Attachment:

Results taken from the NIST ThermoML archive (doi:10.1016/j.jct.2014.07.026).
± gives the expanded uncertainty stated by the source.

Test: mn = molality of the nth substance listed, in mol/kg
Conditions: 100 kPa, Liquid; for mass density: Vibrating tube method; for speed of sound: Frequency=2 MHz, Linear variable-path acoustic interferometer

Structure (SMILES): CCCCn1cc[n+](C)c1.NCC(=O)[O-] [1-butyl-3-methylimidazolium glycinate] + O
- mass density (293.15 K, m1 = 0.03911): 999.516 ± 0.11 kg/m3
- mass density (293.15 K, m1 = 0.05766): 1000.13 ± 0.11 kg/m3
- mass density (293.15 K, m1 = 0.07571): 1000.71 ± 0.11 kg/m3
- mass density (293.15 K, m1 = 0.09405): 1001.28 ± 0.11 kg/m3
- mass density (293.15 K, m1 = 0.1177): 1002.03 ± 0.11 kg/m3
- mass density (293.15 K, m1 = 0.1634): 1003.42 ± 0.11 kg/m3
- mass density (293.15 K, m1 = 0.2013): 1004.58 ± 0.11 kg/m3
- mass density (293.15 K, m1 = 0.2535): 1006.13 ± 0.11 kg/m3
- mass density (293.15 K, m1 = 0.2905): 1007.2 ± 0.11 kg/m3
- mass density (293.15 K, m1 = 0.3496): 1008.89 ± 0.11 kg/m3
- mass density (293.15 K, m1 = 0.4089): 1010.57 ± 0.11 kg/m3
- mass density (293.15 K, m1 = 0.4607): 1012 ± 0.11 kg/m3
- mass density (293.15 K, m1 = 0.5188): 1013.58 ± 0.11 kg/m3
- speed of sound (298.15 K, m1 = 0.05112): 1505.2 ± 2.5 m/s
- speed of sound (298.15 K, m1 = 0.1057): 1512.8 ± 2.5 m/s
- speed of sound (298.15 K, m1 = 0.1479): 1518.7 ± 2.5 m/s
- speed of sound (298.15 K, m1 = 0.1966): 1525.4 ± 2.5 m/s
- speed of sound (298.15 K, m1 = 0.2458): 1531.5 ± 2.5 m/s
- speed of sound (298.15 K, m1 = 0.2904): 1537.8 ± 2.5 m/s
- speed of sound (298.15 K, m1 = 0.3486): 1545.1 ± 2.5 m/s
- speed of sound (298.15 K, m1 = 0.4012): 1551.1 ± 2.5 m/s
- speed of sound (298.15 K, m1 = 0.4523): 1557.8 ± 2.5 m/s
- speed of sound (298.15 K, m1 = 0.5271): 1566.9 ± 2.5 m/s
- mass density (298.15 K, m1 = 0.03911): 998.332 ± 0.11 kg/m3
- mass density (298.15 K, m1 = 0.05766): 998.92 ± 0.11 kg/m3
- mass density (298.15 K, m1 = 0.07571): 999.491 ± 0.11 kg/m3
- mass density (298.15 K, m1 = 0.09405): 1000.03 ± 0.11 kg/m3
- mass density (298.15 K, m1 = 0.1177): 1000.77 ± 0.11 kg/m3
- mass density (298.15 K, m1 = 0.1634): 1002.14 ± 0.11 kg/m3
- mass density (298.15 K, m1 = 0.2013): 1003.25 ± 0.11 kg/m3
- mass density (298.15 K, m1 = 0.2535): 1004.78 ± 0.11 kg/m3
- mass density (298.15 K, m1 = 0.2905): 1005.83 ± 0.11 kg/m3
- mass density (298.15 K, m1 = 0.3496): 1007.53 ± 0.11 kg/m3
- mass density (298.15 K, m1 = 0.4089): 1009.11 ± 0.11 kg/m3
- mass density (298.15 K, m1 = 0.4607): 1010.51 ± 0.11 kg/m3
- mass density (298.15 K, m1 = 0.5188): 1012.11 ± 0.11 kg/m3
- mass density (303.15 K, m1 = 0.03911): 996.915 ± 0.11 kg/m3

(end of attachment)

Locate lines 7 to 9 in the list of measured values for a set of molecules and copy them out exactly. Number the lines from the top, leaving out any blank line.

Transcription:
- mass density (293.15 K, m1 = 0.05766): 1000.13 ± 0.11 kg/m3
- mass density (293.15 K, m1 = 0.07571): 1000.71 ± 0.11 kg/m3
- mass density (293.15 K, m1 = 0.09405): 1001.28 ± 0.11 kg/m3